Controlling the Spread of Fake News From Deepfake Technologies

What to consider when it comes to misinformation during the rise of AI-generated audio and video

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In a video interview with Access Hollywood, comedian Kevin Hart endorses Donald Trump for president in 2024. The clip goes viral, and his fans are up in arms. Meanwhile, WKCU in Phoenix leads with a story that a second coronavirus has hit the mainland … and it’s time to panic.

Of course, no real need to panic—yet. None of these news stories are real, and these “reports” have not actually happened.

Yet this sort of misinformation outbreak is a distinct possibility in the near future, as artificial intelligence promises to metamorphose just about every industry. That AI revolution will mostly be wondrous—faster processes, advancements in robotics, self-driving cars, trucks and planes.

But it will also surely benefit those who profit from misinformation or those who just enjoy wreaking havoc. Up until now, misinformation has been delivered mostly through text, making it easy to verify if someone actually said or did what was being reported. But with the rise of AI-generated audio and video, this evidence can be easily synthesized. Meaning it’s getting harder to spot fake news.

Brands are not exempt from unregulated AI

You’ve already seen the Tom Cruise deepfakes. Maybe you’ve swapped your buddy’s photo in and made it look like he was singing Smashmouth’s “All Star” just like that bogus Mark Zuckerberg clip. It’s only going to get crazier, more unpredictable and available to anyone with a smartphone.

These are the kinds of things that the media and advertising industries need to be contemplating and preparing for right now—the potential problems resulting from unregulated AI are many and the ethical concerns are just coming into focus.

Here’s the good news: We may be about to stumble into the next booming startup industry. Hey VCs, get ready to hear even more pitches for Deepfake Detector services.

It’s one thing for brands to worry about whether they end up next to “safe” or suitable content on the web. Soon they’ll need to think about whether their ads are adjacent to dangerous deepfakes. Or even worse, what if their brand is featured in one?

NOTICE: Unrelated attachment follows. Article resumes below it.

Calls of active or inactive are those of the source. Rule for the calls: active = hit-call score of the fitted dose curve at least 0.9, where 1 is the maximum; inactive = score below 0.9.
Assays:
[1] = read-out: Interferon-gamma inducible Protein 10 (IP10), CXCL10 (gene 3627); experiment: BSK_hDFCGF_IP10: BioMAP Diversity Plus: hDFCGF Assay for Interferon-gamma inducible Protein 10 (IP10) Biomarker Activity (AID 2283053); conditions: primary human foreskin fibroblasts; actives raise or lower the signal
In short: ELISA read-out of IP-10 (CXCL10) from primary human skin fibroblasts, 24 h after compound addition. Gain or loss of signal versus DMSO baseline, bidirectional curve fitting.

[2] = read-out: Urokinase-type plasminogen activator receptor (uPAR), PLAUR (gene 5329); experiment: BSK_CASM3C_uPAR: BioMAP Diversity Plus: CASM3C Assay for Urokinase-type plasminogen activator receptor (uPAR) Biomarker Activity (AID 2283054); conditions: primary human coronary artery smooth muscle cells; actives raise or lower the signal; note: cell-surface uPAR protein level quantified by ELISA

So any startup founder who can figure out how to keep ads away from deceptive content should have themselves a huge business.

Before we delve deeper into the marketing implications of this, let’s talk about news.

AI is coming to journalism, for better or worse

We’re already seeing automation technology that helps publishers categorize and analyze content for advertisers or distributors, extracting insights and adding metadata without humans having to review and label every single video and article.

In some parts of the world, “synthetic media” has already arrived. Anchors can record one video report and machines can use their images and voices to churn out hundreds of versions.

We have reached a tipping point where it is nearly impossible for a human to differentiate between an AI-generated synthetic video and one that is ‘original.’

That may sound scary in a “robots are going to take our jobs” sort of way, but overall this is terrific for a beleaguered industry, as long as it is being used in a responsible way. The more that technology can streamline rote tasks, the more time there is for editors and writers to produce great content.

And the more that machines can automate video production, the more content companies can churn out. Time spent, ad inventory and ad revenue should all go up.

That is, as long as the right protections are put in place.

We have reached a tipping point where it is nearly impossible for a human to differentiate between an AI-generated synthetic video and one that is “original.” So who’s to say that the bad guys can’t harness all this coming efficiency tech and use it to weaponize lies?

Of course, the abuse of AI is one thing. Newsrooms also face huge ethical questions in how they will apply it.

For example, should a synthetic reporter’s ethnicity match that of its audience?

Or, as machine learning algorithms increasingly help deliver more personalized content and news coverage, there’s also the possibility that machines will exhibit some unforeseen bias, such as overly featuring minority groups in a negative light. These are thorny questions.

Advertisers are facing a coming authenticity deficit

Getting back to the ad world—here’s hoping that AI can be developed to sniff out potential misuse. We may be looking at a future of good machines versus bad ones.

That leaves many yet-to-be-answered (or even conceived) questions, such as:

  • Whose job should it be to police content for legitimacy? We’ve already seen social media platforms struggle with misinformation when it’s grandma posting bogus vaccine stories. What happens when it’s armies of supercomputers?
  • Do reporters and celebrities have to verify all of their work? Will people start to adopt new forms of digital trademarks?
  • Are publications going to have to constantly “vouch” for their headlines? And tamp down fake ones?
  • Is an AI ethics researcher about to become the most coveted title in publishing? Where are we going to find this talent? Or are we just going to create another AI machine to fight the fake content?
  • Do we need to engage lawmakers now rather than leaning on self-regulation?
  • And lastly, what does this all mean for consumers? Are we going to be able to believe anything anymore?

More likely, we’re about to enter a new era of “Don’t Trust Until Verified.” It’s time to start laying the groundwork now to grapple with this coming reality.